Why the idea of alien life now seems inevitable and possibly imminent… Why Space Aliens Might Message Us With Encoded DNA

Why the idea of alien life now seems inevitable and possibly imminent

We’re publishing it as part of our occasional series Zoom Out, where authors explore key ideas in science and technology in the broader context of society and humanity.

Extraterrestrial life, that familiar science-fiction trope, that kitschy fantasy, that CGI nightmare, has become a matter of serious discussion, a “risk factor”, a “scenario”.

How has ET gone from sci-fi fairytale to a serious scientific endeavour modelled by macroeconomists, funded by fiscal conservatives and discussed by theologians?

Because, following a string of remarkable discoveries over the past two decades, the idea of alien life is not as far-fetched as it used to seem.

Discovery now seems inevitable and possibly imminent.

It’s just chemistry

While life is a special kind of complex chemistry, the elements involved are nothing special: carbon, hydrogen, oxygen and so on are among the most abundant elements in the universe. Complex organic chemistry is surprisingly common.

Amino acids, just like those that make up every protein in our bodies, have been found in the tails of comets. There are other organic compounds in Martian soil.

And 6,500 light years away a giant cloud of space alcohol floats among the stars.

Habitable planets seem to be common too. The first planet beyond our Solar System was discovered in 1995. Since then astronomers have catalogued thousands.

Based on this catalogue, astronomers from the University of California, Berkeley worked out there could be as many as 40 billion Earth-sized exoplanets in the so-called “habitable zone” around their star, where temperatures are mild enough for liquid water to exist on the surface.

There’s even a potentially Earth-like world orbiting our nearest neighbouring star, Proxima Centauri. At just four light years away, that system might be close enough for us to reach using current technology. With the Breakthrough Starshot project launched by Stephen Hawking in 2016, plans for this are already afoot.

Life is robust

It seems inevitable other life is out there, especially considering that life appeared on Earth so soon after the planet was formed.

The oldest fossils ever found here are 3.5 billion years old, while clues in our DNA suggest life could have started as far back as 4 billion years ago, just when giant asteroids stopped crashing into the surface.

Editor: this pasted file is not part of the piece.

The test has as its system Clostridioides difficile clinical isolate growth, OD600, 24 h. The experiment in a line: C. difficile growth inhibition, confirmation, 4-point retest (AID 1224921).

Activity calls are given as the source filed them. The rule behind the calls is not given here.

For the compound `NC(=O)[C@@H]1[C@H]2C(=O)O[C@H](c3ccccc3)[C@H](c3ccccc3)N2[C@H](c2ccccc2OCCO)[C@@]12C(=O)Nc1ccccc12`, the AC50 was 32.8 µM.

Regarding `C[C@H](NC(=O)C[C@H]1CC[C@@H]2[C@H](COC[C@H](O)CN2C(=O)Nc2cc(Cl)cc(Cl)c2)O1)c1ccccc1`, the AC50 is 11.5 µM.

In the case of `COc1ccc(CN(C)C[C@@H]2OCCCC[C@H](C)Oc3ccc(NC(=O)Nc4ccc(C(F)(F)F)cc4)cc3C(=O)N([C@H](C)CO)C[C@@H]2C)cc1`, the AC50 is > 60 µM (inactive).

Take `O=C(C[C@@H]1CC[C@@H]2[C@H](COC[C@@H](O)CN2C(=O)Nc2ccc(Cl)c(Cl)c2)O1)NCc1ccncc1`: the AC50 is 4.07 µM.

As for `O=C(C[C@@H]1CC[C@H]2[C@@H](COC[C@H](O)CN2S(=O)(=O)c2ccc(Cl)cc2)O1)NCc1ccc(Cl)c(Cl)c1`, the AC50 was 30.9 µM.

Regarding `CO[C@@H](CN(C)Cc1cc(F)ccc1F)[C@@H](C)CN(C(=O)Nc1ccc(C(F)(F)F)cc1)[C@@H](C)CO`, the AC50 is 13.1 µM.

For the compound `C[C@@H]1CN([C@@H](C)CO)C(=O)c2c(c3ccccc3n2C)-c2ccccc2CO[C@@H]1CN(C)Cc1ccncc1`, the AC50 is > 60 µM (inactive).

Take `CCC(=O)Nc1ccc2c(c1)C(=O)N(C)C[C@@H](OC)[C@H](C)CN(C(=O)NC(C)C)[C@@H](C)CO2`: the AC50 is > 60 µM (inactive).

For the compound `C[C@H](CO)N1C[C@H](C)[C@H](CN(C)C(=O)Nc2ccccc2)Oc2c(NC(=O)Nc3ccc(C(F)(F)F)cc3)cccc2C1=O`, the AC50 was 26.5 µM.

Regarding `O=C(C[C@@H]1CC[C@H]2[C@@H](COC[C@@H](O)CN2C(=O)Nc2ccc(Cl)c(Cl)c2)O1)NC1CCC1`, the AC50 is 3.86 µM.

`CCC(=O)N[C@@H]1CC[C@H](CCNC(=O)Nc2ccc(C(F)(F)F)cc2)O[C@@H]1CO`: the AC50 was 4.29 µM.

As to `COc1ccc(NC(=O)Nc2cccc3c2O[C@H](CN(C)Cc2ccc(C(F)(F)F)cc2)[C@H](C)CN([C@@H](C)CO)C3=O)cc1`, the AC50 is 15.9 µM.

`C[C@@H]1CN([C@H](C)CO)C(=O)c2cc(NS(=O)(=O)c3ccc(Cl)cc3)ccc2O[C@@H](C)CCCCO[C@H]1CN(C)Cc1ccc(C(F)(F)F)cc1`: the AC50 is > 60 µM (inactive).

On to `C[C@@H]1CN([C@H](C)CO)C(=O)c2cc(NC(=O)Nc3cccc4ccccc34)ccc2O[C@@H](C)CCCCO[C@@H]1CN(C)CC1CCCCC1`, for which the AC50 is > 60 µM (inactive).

Our planet was inhabited as soon as it was habitable – and the definition of “habitable” has proven to be a rather flexible concept too.

Life survives in all manner of environments that seem hellish to us:

Tantalisingly, some of these conditions seem to be duplicated elsewhere in the Solar System.

Snippets of promise

Mars was once warm and wet, and was probably a fertile ground for life before the Earth.

Today, Mars still has liquid water underground. One gas strongly associated with life on Earth, methane, has already been found in the Martian atmosphere, and at levels that mysteriously rise and fall with the seasons. (However, the methane result is under debate, with one Mars orbiter recently confirming the methane detection and another detecting nothing.)

Martian bugs might turn up as soon as 2021 when the ExoMars rover Rosalind Franklin will hunt for them with a two-metre drill.

Besides Earth and Mars, at least two other places in our Solar System might be inhabited. Jupiter’s moon Europa and Saturn’s moon Enceladus are both frozen ice worlds, but the gravity of their colossal planets is enough to churn up their insides, melting water to create vast subglacial seas.

In 2017, specialists in sea ice from the University of Tasmania concluded that some Antarctic microbes could feasibly survive on these worlds. Both Europa and Enceladus have undersea hydrothermal vents, just like those on Earth where life may have originated.